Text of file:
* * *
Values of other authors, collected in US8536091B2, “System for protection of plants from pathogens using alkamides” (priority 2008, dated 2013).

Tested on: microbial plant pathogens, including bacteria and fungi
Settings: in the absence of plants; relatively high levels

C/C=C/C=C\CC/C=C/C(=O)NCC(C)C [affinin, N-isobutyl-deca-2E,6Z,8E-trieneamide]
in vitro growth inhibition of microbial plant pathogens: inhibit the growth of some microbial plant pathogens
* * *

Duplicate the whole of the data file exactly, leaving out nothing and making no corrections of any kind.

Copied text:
Values of other authors, collected in US8536091B2, “System for protection of plants from pathogens using alkamides” (priority 2008, dated 2013).

Tested on: microbial plant pathogens, including bacteria and fungi
Settings: in the absence of plants; relatively high levels

C/C=C/C=C\CC/C=C/C(=O)NCC(C)C [affinin, N-isobutyl-deca-2E,6Z,8E-trieneamide]
in vitro growth inhibition of microbial plant pathogens: inhibit the growth of some microbial plant pathogens